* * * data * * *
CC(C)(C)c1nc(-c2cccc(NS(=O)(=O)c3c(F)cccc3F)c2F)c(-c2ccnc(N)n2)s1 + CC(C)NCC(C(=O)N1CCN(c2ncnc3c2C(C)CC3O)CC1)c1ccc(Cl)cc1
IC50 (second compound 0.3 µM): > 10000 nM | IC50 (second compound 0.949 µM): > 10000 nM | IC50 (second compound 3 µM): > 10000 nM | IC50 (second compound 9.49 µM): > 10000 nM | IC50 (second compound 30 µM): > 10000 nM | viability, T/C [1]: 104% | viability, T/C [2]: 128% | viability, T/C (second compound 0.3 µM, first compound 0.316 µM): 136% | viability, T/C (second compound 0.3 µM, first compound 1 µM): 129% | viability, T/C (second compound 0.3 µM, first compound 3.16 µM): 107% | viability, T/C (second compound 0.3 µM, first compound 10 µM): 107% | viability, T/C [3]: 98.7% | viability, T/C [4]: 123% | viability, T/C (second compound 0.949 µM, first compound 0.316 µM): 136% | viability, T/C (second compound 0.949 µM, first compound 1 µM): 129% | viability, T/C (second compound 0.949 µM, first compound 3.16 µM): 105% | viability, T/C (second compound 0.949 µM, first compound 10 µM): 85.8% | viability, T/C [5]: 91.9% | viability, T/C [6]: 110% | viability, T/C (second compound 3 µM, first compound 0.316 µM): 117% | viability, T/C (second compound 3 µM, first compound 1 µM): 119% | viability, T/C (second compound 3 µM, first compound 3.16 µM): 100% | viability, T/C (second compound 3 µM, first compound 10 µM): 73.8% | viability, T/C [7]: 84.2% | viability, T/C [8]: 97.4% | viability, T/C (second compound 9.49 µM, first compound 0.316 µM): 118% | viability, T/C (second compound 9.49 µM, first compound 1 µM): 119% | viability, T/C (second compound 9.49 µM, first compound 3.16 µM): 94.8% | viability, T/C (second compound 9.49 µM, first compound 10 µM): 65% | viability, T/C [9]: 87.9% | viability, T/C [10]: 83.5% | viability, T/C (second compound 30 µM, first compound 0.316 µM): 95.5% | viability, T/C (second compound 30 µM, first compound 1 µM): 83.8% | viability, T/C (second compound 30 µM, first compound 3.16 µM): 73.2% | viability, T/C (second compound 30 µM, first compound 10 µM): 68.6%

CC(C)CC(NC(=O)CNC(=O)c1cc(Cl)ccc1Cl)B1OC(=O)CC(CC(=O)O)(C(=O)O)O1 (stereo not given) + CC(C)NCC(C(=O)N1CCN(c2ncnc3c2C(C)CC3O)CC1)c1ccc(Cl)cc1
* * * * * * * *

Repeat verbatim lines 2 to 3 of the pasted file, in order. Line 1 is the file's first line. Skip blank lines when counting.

IC50 (second compound 0.3 µM): > 10000 nM | IC50 (second compound 0.949 µM): > 10000 nM | IC50 (second compound 3 µM): > 10000 nM | IC50 (second compound 9.49 µM): > 10000 nM | IC50 (second compound 30 µM): > 10000 nM | viability, T/C [1]: 104% | viability, T/C [2]: 128% | viability, T/C (second compound 0.3 µM, first compound 0.316 µM): 136% | viability, T/C (second compound 0.3 µM, first compound 1 µM): 129% | viability, T/C (second compound 0.3 µM, first compound 3.16 µM): 107% | viability, T/C (second compound 0.3 µM, first compound 10 µM): 107% | viability, T/C [3]: 98.7% | viability, T/C [4]: 123% | viability, T/C (second compound 0.949 µM, first compound 0.316 µM): 136% | viability, T/C (second compound 0.949 µM, first compound 1 µM): 129% | viability, T/C (second compound 0.949 µM, first compound 3.16 µM): 105% | viability, T/C (second compound 0.949 µM, first compound 10 µM): 85.8% | viability, T/C [5]: 91.9% | viability, T/C [6]: 110% | viability, T/C (second compound 3 µM, first compound 0.316 µM): 117% | viability, T/C (second compound 3 µM, first compound 1 µM): 119% | viability, T/C (second compound 3 µM, first compound 3.16 µM): 100% | viability, T/C (second compound 3 µM, first compound 10 µM): 73.8% | viability, T/C [7]: 84.2% | viability, T/C [8]: 97.4% | viability, T/C (second compound 9.49 µM, first compound 0.316 µM): 118% | viability, T/C (second compound 9.49 µM, first compound 1 µM): 119% | viability, T/C (second compound 9.49 µM, first compound 3.16 µM): 94.8% | viability, T/C (second compound 9.49 µM, first compound 10 µM): 65% | viability, T/C [9]: 87.9% | viability, T/C [10]: 83.5% | viability, T/C (second compound 30 µM, first compound 0.316 µM): 95.5% | viability, T/C (second compound 30 µM, first compound 1 µM): 83.8% | viability, T/C (second compound 30 µM, first compound 3.16 µM): 73.2% | viability, T/C (second compound 30 µM, first compound 10 µM): 68.6%

CC(C)CC(NC(=O)CNC(=O)c1cc(Cl)ccc1Cl)B1OC(=O)CC(CC(=O)O)(C(=O)O)O1 (stereo not given) + CC(C)NCC(C(=O)N1CCN(c2ncnc3c2C(C)CC3O)CC1)c1ccc(Cl)cc1